American Physical Society
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Advice for Parents of Children that like Physics and Physical Science

If your child likes to ask why, takes things apart to figure out how they work and is excited about doing experiments in their physics and physical science classes, they may make great physicists. Of course, you might be wondering how they should prepare to become a physicist and exactly what they will for a living, once they become a physicist. The answer is that they can do a wide variety of things as a physicist. Some physicists pursue careers in medicine, others pursue careers in wind or solar energy technology development. Some physicists pursue careers in communications technology and others pursue careers as consultants to either the government or corporations. There are many options, but most of these options are hard for students to notice because, as you may have noticed, the word physics seldom appears in the career path.

So how does your student learn about the options? This website is a good place to start. They can browse through a library of Profiles of Physicists and see specific examples of how others have used college degrees in Physics to pursue exciting and diverse career paths. They can learn a bit about the various specialty areas in physics (astronomy, nuclear, materials, etc) by browsing the Physics Topics section. They can learn what companies have hired physicists with bachelors degrees in the past few years in the Physicist Employers section. When they want to get down to practical details of what types of salaries they can earn as a physicist, they can check out the Physics Career Facts section. They may also want to know how to prepare for their career and how to finance their education. The answers to these questions are found in the Information for Students section. Of course, you can learn more by browsing these sections, too!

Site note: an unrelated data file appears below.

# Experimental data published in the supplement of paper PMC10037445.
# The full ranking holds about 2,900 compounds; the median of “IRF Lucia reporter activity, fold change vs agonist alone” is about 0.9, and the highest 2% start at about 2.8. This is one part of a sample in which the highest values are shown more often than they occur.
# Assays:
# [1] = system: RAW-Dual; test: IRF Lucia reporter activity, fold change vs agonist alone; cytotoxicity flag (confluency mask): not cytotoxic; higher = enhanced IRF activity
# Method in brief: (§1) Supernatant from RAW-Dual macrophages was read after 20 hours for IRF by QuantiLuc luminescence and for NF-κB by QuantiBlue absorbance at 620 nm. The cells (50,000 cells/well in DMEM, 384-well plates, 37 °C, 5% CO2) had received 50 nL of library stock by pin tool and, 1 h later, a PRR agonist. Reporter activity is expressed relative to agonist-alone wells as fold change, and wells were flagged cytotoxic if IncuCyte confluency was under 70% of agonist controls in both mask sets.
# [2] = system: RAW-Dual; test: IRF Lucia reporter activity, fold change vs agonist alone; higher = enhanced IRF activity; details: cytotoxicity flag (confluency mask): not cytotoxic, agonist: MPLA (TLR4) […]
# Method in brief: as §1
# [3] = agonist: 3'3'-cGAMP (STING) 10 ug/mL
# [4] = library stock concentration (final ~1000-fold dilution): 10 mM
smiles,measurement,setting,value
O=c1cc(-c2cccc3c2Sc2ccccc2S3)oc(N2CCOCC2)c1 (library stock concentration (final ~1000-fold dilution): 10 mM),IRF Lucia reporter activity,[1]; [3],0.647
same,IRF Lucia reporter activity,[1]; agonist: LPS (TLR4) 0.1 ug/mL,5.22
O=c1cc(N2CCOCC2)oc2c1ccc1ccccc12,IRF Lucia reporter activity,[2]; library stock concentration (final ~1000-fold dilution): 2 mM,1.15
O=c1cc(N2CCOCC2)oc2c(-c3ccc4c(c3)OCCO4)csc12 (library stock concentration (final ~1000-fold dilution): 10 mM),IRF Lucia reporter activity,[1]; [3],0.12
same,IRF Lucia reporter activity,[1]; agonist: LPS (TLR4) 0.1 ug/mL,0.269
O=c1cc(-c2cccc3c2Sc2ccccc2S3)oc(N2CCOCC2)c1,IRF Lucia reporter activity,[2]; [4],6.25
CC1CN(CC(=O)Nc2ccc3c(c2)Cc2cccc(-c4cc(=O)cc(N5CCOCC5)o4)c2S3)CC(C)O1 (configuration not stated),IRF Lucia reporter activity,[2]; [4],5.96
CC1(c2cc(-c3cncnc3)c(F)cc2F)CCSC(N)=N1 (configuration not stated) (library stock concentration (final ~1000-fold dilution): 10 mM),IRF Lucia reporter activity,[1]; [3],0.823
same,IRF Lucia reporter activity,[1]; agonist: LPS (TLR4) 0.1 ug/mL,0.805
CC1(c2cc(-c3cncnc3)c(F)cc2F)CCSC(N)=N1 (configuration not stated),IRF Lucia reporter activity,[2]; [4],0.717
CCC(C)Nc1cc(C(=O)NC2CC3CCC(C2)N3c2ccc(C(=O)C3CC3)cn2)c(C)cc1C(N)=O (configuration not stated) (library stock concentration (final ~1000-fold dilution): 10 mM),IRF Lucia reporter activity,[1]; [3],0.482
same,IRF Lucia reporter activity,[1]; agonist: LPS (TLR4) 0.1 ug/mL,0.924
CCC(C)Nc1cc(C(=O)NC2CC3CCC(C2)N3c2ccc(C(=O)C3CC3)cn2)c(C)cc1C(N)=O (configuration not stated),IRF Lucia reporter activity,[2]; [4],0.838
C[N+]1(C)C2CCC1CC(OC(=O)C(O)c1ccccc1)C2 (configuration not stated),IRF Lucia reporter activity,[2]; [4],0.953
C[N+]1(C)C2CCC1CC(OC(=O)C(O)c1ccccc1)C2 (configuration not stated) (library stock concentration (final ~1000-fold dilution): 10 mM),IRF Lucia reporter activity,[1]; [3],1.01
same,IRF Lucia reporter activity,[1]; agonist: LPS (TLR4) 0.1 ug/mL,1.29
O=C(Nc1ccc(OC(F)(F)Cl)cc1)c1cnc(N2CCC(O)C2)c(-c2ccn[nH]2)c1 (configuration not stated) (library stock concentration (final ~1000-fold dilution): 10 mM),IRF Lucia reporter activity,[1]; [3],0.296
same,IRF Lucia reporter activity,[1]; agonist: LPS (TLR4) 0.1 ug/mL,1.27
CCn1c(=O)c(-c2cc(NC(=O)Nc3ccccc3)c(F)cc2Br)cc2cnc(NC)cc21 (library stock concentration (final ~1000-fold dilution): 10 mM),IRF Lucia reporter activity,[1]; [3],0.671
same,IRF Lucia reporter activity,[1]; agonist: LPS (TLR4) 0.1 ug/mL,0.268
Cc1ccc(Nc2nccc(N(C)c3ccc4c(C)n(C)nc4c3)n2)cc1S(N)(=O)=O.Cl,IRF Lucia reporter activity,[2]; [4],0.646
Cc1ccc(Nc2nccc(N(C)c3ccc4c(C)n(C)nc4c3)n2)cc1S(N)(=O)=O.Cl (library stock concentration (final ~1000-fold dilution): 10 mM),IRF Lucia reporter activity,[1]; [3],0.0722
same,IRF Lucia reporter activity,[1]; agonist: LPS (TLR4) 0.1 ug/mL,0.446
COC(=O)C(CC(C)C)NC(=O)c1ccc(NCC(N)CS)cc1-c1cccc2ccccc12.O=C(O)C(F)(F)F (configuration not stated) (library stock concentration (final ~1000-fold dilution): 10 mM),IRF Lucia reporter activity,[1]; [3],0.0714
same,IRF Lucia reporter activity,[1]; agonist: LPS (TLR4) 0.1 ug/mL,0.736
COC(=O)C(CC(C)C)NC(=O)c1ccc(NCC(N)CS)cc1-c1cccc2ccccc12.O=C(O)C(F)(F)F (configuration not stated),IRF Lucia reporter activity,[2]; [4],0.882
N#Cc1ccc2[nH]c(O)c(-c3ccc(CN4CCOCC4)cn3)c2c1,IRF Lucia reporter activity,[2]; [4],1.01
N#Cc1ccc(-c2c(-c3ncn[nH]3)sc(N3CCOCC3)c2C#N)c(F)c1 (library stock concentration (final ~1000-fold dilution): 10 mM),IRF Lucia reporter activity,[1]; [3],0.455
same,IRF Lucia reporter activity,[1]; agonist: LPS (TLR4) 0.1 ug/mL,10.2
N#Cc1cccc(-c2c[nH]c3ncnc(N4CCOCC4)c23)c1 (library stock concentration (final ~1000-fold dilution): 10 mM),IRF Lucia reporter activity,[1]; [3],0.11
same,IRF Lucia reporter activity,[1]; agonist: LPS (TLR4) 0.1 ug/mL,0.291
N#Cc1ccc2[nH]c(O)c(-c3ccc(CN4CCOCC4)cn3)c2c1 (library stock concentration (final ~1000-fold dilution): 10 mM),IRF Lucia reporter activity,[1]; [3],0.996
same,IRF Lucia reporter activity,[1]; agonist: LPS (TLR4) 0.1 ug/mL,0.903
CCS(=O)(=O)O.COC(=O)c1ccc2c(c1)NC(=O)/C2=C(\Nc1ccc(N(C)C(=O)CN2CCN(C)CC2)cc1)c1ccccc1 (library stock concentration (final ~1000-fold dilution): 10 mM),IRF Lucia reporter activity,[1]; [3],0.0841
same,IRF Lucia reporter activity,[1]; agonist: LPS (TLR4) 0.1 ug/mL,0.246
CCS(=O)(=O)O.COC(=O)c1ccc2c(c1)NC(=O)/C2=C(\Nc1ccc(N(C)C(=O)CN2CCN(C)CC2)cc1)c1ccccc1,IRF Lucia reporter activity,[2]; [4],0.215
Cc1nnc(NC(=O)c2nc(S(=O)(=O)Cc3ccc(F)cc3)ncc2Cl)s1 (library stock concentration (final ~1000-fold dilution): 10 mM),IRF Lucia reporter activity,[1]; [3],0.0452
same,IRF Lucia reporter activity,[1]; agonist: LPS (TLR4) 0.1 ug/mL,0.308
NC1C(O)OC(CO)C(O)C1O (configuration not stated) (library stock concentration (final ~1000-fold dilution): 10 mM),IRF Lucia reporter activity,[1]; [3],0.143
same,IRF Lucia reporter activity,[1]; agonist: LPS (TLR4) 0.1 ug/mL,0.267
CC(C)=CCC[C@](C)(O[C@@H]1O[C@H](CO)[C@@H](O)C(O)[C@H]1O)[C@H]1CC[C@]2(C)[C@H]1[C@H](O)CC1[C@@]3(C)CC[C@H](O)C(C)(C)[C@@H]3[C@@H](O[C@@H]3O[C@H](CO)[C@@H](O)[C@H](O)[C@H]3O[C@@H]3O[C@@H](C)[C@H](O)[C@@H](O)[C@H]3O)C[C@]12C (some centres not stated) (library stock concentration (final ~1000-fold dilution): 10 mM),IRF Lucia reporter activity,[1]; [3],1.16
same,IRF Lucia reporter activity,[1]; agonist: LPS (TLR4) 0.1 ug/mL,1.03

After looking through what you find here, there are bound to be questions that you wish you could ask a real physicist, so how can you find someone to answer these questions? Check out the Physics Educational Institutions section. There are over 750 colleges and universities that grant degrees in Physics and there is bound to be one close to you. Each one of these programs employs physicists that would be happy to answer your questions and talk to your student about physics and career paths for Physicists!

David Stephenson

David Stephenson - Professor of Planetary Science

David Stevenson was born in New Zealand in 1948. Growing up there, he started developing his love for science by reading the works of science fiction authors like Isaac Asimov, Robert Forward, and Fred Hoyle.  After finishing university in New Zealand, David came to Cornell University where he took classes with famous science fiction writer Carl Sagan.  Studying the interior of Jupiter at Cornell, David fell in love with the idea of using physics to understand Earth and other planets. "It's a playground for the application of physics, " he says.

David wrote a paper describing his unusual idea about how to probe the Earth's core in the prestigious scientific journal Nature. In his paper, David describes the process as beginning with pouring a massive quantity of liquid iron down a crack in Earth's surface, which due to its massive weight would continue to tunnel downward until it reached the molten core. A probe placed in the liquid iron on the surface would then be carried along with the iron (getting to the core in about a week) where it could measure the core's temperature, pressure, and chemical composition and report them using tiny artificial earthquakes that could be detected from the surface.

In spite of seeing the benefits of being able to probe the Earth's core,  David maintains a sense of humor about the difficulty of realizing such a plan. "Before, people thought this was a ridiculous idea, " he said. "I hope that I've shifted the viewpoint from ridiculous to merely unlikely."